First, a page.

A boy plays his first game of pool…
My son plays his first game of pool…while doing a Cub Scout achievement no less!
To capture a moment of timeless contemplation what else to do other than get a nice photo finished as sepia?
I am really starting to enjoy environmental portraiture. To photograph people in their element makes catching a glimpse of their soul so much easier!
For you camera geeks like me…shot with a Pentax K-5, Sigma 17-50 F2.8 OS with reflection coming off the pool table itself actually giving me some fill light! Fantastic combo of camera and lens. Post was completed in Nik Silver Efex Pro 2.
Scouts plan the assembly of a diorama for their Bear badge!
I often don’t get to travel and grab majestic photos of the grad highlights of the world outside of work travel. Usually the reason is that I am helping nurture the greatest treasures we all have…our children. Whether it is my family, or my extended scout family, it is the focus of what we do all the time.
This photo shows three of my cub scouts doing one of our projects. They are completing a diorama. I showed them how to mark off an area where they would put the “fort” and now they had to place the catapult, trees, soldiers, earthworks and catapult projectiles. We’d then glue everything down and be ready to show it off at the pack meeting.
This is all part of an 18 month project to get them ready for Boy Scouts where they will set the agenda and execute it. In little steps they are learning to draw out plans on a board, identify materials required to make the project, identify who has the skill to do the job, and then think through spacial relationships to make it all come together.
It is an awesome adventure for both them and us parents. Thankfully I have good parents who are fully involved the program, and we’ve resolved we are not going to make this play time….we’re making it focused character growth time. Things like launching playdoh bombs from a working model catapult..well that is just tactile reinforcement of a job well done!
In the Review mirror of a Model A my cousin say hello
After shooting several people in the Model A truck over a few days, I had to literally find a new angle to shoot the truck. Looking up I saw the mirror, and decided to have some fun with it.
I like the photo, but the reality is that you cannot tell if this is an old truck, a Jeep, or a go cart. So I learned something about perspective in reviewing this shot. The first lesson was if you keep looking around you can find interesting perspectives of a subject you missed before. This perspective change may not however meet the goal of the image’s sponsor to show off people in a clearly identifiable Model A.. In this case I have a cool photo, but it does not scream, “Cool Model A!”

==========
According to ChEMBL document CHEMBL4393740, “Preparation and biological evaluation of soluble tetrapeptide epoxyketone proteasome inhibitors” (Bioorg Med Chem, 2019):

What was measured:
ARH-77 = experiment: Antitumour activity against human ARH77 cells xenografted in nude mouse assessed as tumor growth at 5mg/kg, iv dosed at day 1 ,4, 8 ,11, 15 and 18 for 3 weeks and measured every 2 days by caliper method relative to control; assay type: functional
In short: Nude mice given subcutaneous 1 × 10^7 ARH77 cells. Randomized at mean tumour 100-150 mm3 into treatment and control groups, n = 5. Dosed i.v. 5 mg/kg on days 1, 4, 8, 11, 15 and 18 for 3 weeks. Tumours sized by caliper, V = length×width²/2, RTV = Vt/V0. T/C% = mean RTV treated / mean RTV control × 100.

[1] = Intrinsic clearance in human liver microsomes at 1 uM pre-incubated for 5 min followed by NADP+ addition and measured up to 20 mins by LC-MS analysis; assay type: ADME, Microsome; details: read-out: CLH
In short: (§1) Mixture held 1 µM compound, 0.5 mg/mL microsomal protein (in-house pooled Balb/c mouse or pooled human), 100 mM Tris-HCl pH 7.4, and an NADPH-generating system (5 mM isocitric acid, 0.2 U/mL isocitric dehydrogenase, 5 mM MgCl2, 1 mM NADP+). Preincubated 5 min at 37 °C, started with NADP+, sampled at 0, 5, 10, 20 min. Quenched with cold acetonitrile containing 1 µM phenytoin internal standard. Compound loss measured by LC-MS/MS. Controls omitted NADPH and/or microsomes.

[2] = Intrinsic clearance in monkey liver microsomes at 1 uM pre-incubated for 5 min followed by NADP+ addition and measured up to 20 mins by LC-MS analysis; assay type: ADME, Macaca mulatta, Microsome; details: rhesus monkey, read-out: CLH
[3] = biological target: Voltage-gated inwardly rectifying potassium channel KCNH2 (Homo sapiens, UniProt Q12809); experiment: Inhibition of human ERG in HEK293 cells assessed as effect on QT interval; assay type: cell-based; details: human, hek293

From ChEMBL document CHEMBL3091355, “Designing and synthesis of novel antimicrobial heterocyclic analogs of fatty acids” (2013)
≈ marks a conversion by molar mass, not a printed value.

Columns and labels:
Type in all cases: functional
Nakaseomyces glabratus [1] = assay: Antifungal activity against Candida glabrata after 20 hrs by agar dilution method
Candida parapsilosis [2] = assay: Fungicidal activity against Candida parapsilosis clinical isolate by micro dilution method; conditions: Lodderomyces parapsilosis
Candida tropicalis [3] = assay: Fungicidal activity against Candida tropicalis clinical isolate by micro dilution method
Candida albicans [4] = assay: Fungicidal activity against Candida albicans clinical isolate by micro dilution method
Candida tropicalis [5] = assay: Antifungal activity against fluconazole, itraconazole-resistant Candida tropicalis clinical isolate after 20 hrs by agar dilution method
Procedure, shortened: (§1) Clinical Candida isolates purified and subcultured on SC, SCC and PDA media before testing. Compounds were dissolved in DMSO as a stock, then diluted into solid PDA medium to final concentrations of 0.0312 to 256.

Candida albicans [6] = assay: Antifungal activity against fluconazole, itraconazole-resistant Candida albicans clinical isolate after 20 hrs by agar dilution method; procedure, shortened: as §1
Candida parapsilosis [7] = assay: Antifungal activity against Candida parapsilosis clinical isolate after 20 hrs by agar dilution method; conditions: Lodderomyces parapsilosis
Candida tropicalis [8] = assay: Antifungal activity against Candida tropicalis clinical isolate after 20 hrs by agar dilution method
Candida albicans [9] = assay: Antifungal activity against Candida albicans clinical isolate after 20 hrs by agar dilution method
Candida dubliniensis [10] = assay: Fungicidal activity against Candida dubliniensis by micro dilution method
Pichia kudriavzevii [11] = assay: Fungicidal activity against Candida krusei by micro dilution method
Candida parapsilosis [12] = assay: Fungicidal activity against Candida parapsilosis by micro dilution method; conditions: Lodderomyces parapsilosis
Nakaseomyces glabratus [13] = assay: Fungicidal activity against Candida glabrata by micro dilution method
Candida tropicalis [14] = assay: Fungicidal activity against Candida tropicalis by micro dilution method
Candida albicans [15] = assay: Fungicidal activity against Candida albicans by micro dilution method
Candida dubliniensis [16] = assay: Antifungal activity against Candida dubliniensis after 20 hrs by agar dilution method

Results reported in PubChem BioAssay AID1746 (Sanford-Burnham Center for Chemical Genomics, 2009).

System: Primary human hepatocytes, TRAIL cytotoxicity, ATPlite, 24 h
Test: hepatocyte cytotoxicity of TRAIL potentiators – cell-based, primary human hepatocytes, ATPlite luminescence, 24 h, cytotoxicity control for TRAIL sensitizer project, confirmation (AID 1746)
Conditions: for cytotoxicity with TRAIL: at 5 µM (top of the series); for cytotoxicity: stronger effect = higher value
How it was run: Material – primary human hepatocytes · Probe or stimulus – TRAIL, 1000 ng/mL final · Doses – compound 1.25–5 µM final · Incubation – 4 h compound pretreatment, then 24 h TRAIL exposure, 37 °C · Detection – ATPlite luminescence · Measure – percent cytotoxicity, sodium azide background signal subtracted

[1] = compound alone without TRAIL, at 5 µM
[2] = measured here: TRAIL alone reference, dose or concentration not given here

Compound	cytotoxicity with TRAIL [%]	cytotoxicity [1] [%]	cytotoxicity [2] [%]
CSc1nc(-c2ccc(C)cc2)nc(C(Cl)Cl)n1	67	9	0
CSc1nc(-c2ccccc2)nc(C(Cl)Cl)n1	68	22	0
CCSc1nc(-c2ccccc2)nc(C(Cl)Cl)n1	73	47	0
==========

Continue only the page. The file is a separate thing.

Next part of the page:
I am always emotional on Veteran’s Day. This year even more so since I was not with my brother Knights of Columbus in Virginia executing a Flag Retirement. In the past we hosted over 120-140 people. We’d provide flags to veterans, police and fire flown around the world at memorials and cemeteries. As I am now living in Georgia, I could not be a part of that great event this year..
Tonight my Cub Scout Den held a Veteran’s Appreciation Ceremony for John ‘Jack’ Dehaven. We sang him songs, I gave him restored photos of him in WWII, listened to his stories and made it as special as possible for him. He sits behind my family at church, and is the most gentle guy you could meet. I laughed when I realized how he crossed paths with my grandmother in the Boston USO, and my Mom’s family in the Leigh Valley of Pennsylvania (He is from Allentown). It really is a small world.
I’ve made it a habit to review my old photo collection and some old books every Veteran’s Day. I was taken back by the power of photography to be 12 watching my Dad at Camp Zama, Japan, a 17 yr old cadet at West Point, 23 yr old LT again in Germany, 25 yr old Executive Officer in Bosnia, 28 yr old Commander in Kosovo…and the memories of the men and women I grew up with came back as a tidal wave. I love my life now with four children and a good job, but those days really helped me become the man I am today. They made me dream, gave me drive to succeed, care for people and a life full of experiences to take with me on my next set of journeys. I was blessed to serve, but never called to serve like my brother or recently retired Bradley crewmate SSG Thornburg of Phoenix City, Alabama. They gave so much more than ever asked of me, and I am humbled when I tally up the days away from “normal” life they racked up over the course of their careers. My commanders don’t know how much I learned from them…I served under some pretty darn good men.
So here are some of the photos I shared tonight. They are a fraction of the photos I reviewed. A fraction of the memories and family history of service…a fraction of what is needed to keep us free. Even though some may not be in uniform…know they served with honor and distinction.